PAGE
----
# On the Complexity of Efficiency and Envy-Freeness in Fair Division of Indivisible Goods with Additive Preferences

@inproceedings{Keijzer2009OnTC, title={On the Complexity of Efficiency and Envy-Freeness in Fair Division of Indivisible Goods with Additive Preferences}, author={Bart de Keijzer and Sylvain Bouveret and Tomas Klos and Yingqian Zhang}, booktitle={ADT}, year={2009} }

We study the problem of allocating a set of indivisible goods to a set of agents having additive preferences. We introduce two new important complexity results concerning efficiency and fairness in resource allocation problems: we prove that the problem of deciding whether a given allocation is Pareto-optimal is coNP-complete, and that the problem of deciding whether there is a Pareto-efficient and envy-free allocation is $\Sigma_2^p$-complete.

## 64 Citations

### Almost Group Envy-free Allocation of Indivisible Goods and Chores

- Economics, Computer ScienceIJCAI
- 2020

This work takes the group envy-freeness concept that is well-established in the literature and presents stronger and relaxed versions that are especially suitable for the allocation of indivisible items, and presents a clear taxonomy of the fairness concepts.

### Characterizing conflicts in fair division of indivisible goods using a scale of criteria

- EconomicsAutonomous Agents and Multi-Agent Systems
- 2015

Five different fairness criteria in a simple model of fair resource allocation of indivisible goods based on additive preferences are investigated, forming an ordered scale that can be used to characterize how conflicting the agents’ preferences are.

### On Fair and Efficient Allocations of Indivisible Goods

- Computer Science, EconomicsAAAI
- 2021

A polynomial-time algorithm is designed that computes Nash welfare maximizing allocations when there are constantly many agents with constant many different values for the goods.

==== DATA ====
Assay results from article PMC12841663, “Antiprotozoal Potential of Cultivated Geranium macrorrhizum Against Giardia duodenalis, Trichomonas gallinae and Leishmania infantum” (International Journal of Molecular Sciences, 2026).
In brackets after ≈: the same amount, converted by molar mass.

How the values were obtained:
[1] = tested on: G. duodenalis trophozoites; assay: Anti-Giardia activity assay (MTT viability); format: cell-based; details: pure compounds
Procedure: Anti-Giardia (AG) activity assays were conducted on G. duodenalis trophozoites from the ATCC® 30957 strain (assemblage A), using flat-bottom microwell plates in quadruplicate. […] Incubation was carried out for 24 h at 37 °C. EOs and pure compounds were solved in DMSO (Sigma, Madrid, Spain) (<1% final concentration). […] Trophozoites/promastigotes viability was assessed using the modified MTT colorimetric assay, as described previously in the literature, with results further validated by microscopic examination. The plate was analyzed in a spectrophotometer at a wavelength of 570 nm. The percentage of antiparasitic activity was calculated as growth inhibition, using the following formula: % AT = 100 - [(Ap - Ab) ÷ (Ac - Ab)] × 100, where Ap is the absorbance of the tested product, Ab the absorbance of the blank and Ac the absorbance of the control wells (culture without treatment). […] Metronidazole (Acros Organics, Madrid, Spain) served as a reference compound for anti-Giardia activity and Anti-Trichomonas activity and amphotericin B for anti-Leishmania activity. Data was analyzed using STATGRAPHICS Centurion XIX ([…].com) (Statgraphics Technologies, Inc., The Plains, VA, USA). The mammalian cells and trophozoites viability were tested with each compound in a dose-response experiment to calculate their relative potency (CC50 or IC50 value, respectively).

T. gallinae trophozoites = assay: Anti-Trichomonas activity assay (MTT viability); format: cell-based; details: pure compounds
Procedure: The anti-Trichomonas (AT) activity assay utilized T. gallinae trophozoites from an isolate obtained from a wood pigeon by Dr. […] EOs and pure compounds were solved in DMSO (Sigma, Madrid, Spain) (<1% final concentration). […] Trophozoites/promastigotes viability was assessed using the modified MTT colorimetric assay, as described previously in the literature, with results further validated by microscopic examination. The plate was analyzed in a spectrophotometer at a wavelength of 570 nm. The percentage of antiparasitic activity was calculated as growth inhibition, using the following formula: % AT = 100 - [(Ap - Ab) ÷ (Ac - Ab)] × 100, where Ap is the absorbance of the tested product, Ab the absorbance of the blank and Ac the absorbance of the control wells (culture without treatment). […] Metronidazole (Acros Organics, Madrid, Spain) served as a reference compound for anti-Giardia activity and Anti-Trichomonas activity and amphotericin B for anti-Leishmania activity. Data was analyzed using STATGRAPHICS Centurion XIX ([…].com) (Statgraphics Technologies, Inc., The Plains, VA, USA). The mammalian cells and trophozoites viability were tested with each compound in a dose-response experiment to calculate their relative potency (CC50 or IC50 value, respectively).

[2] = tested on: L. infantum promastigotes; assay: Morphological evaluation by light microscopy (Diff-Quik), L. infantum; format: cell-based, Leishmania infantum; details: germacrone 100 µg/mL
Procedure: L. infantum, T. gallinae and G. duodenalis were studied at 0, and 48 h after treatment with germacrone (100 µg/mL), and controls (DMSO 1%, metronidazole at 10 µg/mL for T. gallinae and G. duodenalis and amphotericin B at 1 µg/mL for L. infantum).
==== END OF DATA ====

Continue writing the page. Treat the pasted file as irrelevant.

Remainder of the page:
### Beyond identical utilities: buyer utility functions and fair allocations

- EconomicsArXiv
- 2021

This work proposes a polynomial time algorithm which maximizes the utilitarian social welfare and at the same time produces an allocation which is EF1 and PO in a special case of additive utility functions called buyer utility functions.

### Computing Pareto-Optimal and Almost Envy-Free Allocations of Indivisible Goods

- Computer Science, EconomicsArXiv
- 2022

A polynomial-time algorithm is designed that computes a Nash welfare maximizing allocation when there are constantly many agents with constant many diﬀerent values for the goods.

### Fair Division under Ordinal Preferences: Computing Envy-Free Allocations of Indivisible Goods

- EconomicsECAI
- 2010

This work considers the algorithmic problem of deciding whether there exists an allocation that is possibly (or necessarily) envy-free, given the incomplete preference information available, if in addition some mild economic efficiency criteria need to be satisfied.

### Fair Division under Ordinal Preferences: Computing Envy-Free Allocations of Indivisible Goods

- Economics
- 2010

We study the problem of fairly dividing a set of goods amongst a group of agents, when those agents have preferences that are ordinal relations over alternative bundles of goods (rather than utility…

### On Fair Division of Indivisible Items

- EconomicsFSTTCS
- 2018

A polynomial time approximation algorithm is given that maximizes Nash social welfare up to a factor of e^{1/e} \approx 1.445$.

### Efficiency and Sequenceability in Fair Division of Indivisible Goods with Additive Preferences

- EconomicsArXiv
- 2016

It is shown that any Pareto-optimal allocation (under additive preferences) is sequenceable, but that the converse is not true anymore, and the links between these efficiency properties and the "scale of fairness" are investigated.

### Finding Fair and Efficient Allocations

- EconomicsEC
- 2018

A pseudopolynomial time algorithm for finding allocations that are EF1 and Pareto efficient; in particular, when the valuations are bounded, the algorithm finds such an allocation in polynomial time.

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